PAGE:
RICHMOND, Va. (BP)—When 79-year-old June Livingstone discovered she could see the latest pictures of her family and grandchildren on Facebook, she decided it was time to sign up. But it wasn’t her loved ones who completely hooked her on the social media craze.
It was missions.
For about a year, IMB’s Office of Global Prayer Strategy has posted prayer requests and updates from missionaries overseas through CompassionNet on Facebook. But April 1 IMB took it a step further and launched a prayer app — CompassionNet — which offers even easier access from smart phones and iPads. There, users also find missionary blog excerpts, video clips and MP3 prayer guides.
Since discovering CompassionNet on Facebook, Livingstone checks it daily and has become a regular commenter on the page.
“It’s my very favorite thing on Facebook,” said Livingstone, a member of Forest Hills Baptist Church in Nashville, Tenn.
Livingstone is part of one of the fastest growing age groups — women over 55 — using Facebook, according to recent studies. And she is one of the more than 500 million people around the world using Facebook to stay connected. Livingstone enjoys logging onto Facebook to see the latest pictures of her four grandchildren and three great-grandchildren. But she spends most of her time online reading prayer requests, praying and responding to posts with written prayers of her own.
“It’s given me a ministry,” said Livingstone, who used to enjoy volunteer mission trips around the globe. “I can’t travel very much anymore, but I like to pray.
“I’m amazed at how much more I do pray,” she added. “I think it does me more good than it does [the missionaries].”
Ed Cox, director of IMB’s Office of Global Prayer Strategy, hopes others, like Livingstone, will continue to utilize social media to provide prayer support for God’s work.
“[Social networking] is a major communication force within society,” he said.
“I really became convinced that if we were going to communicate with Southern Baptists we need to be where they are … and they are on Facebook. They are on Twitter.”
That realization has kept the prayer office busy posting multiple prayer requests and updates each day through Twitter and Facebook. These posts not only create awareness, they also provide encouragement for missionaries on the field, Cox said.
“[Missionaries] hear constantly, ‘I’m praying for you,’” he said. “[But] this allows them to be able to kind of go into the prayer closet with the intercessor.
“I think the powerful thing behind Facebook, as opposed to our e-newsletters and our website, is the fact that people have the opportunity to interact.”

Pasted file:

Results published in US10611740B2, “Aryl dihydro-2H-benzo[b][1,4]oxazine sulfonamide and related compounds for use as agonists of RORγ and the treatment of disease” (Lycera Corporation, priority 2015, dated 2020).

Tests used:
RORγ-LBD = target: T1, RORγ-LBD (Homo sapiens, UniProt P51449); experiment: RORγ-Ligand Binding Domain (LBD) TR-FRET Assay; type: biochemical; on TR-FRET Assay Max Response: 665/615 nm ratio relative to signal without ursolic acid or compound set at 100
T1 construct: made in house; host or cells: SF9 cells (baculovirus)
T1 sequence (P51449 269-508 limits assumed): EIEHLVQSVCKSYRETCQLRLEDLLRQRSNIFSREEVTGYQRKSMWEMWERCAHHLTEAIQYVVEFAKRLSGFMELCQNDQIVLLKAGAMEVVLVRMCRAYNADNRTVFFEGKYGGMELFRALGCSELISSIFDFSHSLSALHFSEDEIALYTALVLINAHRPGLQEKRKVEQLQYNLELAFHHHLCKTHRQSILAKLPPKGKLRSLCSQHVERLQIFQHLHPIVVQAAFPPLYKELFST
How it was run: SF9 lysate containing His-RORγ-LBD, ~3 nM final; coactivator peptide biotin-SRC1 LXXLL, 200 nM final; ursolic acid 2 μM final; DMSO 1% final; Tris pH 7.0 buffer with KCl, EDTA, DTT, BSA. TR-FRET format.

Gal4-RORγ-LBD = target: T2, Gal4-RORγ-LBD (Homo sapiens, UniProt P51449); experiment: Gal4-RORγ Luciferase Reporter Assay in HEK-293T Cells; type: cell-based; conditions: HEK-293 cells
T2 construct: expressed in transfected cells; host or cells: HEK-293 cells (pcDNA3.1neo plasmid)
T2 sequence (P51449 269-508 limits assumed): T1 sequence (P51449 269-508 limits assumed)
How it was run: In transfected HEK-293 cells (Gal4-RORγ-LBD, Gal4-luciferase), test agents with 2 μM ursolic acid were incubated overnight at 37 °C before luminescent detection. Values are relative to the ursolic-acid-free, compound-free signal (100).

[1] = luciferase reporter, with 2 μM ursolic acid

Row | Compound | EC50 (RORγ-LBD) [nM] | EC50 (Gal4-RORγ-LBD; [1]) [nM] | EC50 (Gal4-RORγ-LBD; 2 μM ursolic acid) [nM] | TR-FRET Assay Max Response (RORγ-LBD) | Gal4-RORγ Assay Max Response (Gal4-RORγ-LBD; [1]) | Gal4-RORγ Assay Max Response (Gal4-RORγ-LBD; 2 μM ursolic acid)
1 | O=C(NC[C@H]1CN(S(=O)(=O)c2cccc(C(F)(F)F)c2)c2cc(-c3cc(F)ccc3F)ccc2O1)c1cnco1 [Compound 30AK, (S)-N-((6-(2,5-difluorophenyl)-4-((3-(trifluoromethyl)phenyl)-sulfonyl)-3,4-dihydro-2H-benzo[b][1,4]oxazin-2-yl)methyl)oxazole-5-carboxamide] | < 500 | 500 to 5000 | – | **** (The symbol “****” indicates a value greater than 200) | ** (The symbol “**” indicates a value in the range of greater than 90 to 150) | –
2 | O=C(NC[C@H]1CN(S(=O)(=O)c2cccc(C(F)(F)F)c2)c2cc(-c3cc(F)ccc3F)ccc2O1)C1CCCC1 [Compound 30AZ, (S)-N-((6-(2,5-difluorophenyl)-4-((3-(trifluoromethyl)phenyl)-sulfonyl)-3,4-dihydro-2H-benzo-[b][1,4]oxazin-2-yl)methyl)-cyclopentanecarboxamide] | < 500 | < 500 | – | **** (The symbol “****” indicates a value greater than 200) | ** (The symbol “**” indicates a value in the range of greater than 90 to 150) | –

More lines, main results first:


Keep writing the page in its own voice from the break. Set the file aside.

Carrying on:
With more than 750 followers of “IMBprayerdir” on Twitter and more than 3,100 friends of CompassionNet on Facebook, Cox acknowledges there is a lot of untapped potential still out there.
“Charlie Sheen [was] getting 2,500 [followers on Twitter] a minute,” Cox said. “In the scheme of things, in the potential that’s out there, we are a pebble of sand. With 16 million Southern Baptists, 750 is really insignificant.
“We’re just trying to build that base.”
The social media channels also can help reach younger audiences looking for a quicker way to interact with global prayer needs. Younger adults are not as likely to sit down with a prayer list and pray for 15 or 20 minutes on missions, Cox said.
“They pray on the go … as it comes into their mind,” he said. “What we’re trying to do is go where they are.”
Cox acknowledges there are plenty of critics of social media.
In recent months, numerous negative stories about social media have surfaced. Some reported that sites such as Facebook have contributed to more infidelity in marriages. Some studies show that children who use them develop a lower self-esteem or become more susceptible to bullying and Internet predators.
“I had a missionary last week explain to me that Facebook is a ‘tool of the devil and no missionary should ever use it,’” said Bert Yates. She and her husband, Jack, serve with IMB in Kenya.
“I kept my cool and tried to share in a gentle way of how I’ve seen God bless the sharing of His work on Facebook.”
Yates contends social media can be valuable — if used properly — in educating people on the importance of global missions.
“My major goal is to use blogs, Facebook … to share what God is doing in our part of the world,” she said.
“I believe strongly that when people know how their prayers [are helping], they will respond with more prayer, more involvement.”
For more ways to pray for missions, go to imb.org/main/pray or find CompassionNet on Facebook. You can follow Ed Cox at “IMBprayerdir” on Twitter. Also, check out CompassionNet’s new app for iPhone, iPad and Droid. Download for iPhone or iPad or for Droid.
Alan James is an IMB writer.
Posted on Tue, April 12, 2011
by Alan James filed under